Prospects for the UK economy hasn’t been this sombre since the global financial crisis, the Bank of England warned. British economy is on course for its worst year in over a decade, and official Office for National Statistics figures showed all three drivers of growth in the British economy – services, production and construction – tumbled into recession territory during December. The latest analysis from YouGov and the Centre for Economics and Business Research painted a bleak scenario, with consumer confidence at a five-year low.
Uncertainty is taking its toll across all sectors of British industry, and the decision to leave the EU has already cost dearly, whatever Brexit looks like: the UK economy is 2.3 per cent smaller than it would be if Britain had voted to remain in the European Union, think tank CER warned. UK firms are investing millions abroad instead of doing in in British territory, a study by the Centre for Economic Performance show, which finds no evidence of a ‘Global Britain’ effect.
A gloomy scenario that may turn into doomsday if no-deal Brexit finally happens: the British Chambers of Commerce warned that thousands of UK firms plan a mass exodus if the UK crashes out of the EU, while the CBI issued an ‘emergency’ call and analysed economic fallout, the loss of jobs and lowering living standards in every region and nation across the UK.
The cost of a no-deal is starting to be seen as irreversible for one of the UK’s biggest contributors, The City, and the ripple effects would resonate across Europe if financial industry doesn’t prepare for the impact, said German Finance Minister Olaf Scholz. EU regulators speeded up new rules to prevent the chaos taking place: ESMA agreed no-deal Brexit MoUs with the Bank of England for recognition of UK CCPs and the UK CSD as well as with the UK’s Financial Conduct Authority. The EU financial watchdog clarified the reporting and handling of derivatives data in case of no-deal Brexit and set out use of UK data in ESMA databases under a no-deal Brexit , which was commented on by ICMA in a briefing note. The FCA outlined how it would use the temporary transitional power.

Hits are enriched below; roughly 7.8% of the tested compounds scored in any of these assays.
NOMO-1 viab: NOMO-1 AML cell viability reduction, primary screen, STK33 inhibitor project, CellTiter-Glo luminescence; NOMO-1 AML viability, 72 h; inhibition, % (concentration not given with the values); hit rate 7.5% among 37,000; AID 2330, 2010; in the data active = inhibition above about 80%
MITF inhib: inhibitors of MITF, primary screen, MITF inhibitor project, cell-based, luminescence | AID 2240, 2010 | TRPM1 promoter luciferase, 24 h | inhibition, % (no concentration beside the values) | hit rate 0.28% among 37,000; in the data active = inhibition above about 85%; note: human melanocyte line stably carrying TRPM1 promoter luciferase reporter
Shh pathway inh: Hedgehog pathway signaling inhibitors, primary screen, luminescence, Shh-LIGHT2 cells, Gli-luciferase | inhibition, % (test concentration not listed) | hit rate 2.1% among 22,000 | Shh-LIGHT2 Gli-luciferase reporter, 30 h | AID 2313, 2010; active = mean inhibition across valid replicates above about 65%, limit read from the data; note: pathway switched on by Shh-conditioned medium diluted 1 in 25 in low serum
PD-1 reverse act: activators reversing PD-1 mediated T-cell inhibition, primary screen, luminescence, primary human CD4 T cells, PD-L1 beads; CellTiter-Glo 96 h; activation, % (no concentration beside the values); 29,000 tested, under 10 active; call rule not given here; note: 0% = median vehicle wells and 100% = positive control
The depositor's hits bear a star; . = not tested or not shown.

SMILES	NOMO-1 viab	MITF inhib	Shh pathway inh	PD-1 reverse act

While the UK Parliament bickers over the withdrawal from the EU agreement, money is flooding out of London: Five of the largest banks looking to serve continental European customers intend to move 750 billion euros of balance-sheet assets to Frankfurt, according to Bloomberg. Swiss group UBS was clear to move some of its UK business- involving assets valued at more than 32 billion euros - to Germany. The bank will keep equity trading in London post-Brexit. Citigroup CEO Michael Corbat confirmed that the bank will shift a large chunk of its non-UK European assets to the continent in the event of UK-based finance firms losing their passport to sell services into the European Union.
The shift of capital out of The City is the most concerning effect of Brexit uncertainty, but a drop in demand for services in the banking industry for the first time in five years is spreading pessimism, and the drip-drip of jobs to the continent keeps on, with Bank of America starting to move400 staff to Paris this month. [...]